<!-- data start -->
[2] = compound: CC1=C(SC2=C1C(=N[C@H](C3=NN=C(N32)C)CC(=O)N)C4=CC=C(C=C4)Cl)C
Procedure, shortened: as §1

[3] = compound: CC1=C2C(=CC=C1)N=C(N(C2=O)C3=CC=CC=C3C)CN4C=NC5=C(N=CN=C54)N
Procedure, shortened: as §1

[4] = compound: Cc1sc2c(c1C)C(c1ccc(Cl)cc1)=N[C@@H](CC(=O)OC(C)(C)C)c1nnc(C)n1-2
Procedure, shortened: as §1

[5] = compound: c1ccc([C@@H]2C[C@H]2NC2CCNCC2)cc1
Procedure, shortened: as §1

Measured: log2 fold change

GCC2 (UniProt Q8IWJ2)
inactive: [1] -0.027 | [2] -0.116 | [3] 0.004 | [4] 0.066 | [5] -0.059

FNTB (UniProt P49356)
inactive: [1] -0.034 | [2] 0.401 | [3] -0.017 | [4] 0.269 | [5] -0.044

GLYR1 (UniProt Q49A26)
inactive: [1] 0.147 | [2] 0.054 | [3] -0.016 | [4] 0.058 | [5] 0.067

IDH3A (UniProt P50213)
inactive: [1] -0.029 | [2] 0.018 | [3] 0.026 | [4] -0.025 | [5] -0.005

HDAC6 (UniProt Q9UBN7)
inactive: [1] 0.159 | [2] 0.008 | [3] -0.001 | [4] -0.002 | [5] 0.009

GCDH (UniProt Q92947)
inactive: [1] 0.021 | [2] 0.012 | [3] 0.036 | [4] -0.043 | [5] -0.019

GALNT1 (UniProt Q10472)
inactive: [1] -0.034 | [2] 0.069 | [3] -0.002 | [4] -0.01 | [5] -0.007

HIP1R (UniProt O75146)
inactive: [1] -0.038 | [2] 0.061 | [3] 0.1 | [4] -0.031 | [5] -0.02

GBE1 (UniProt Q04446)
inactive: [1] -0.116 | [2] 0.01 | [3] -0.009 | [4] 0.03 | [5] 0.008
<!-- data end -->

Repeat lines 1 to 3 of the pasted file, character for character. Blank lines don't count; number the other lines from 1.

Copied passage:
[2] = compound: CC1=C(SC2=C1C(=N[C@H](C3=NN=C(N32)C)CC(=O)N)C4=CC=C(C=C4)Cl)C
Procedure, shortened: as §1

[3] = compound: CC1=C2C(=CC=C1)N=C(N(C2=O)C3=CC=CC=C3C)CN4C=NC5=C(N=CN=C54)N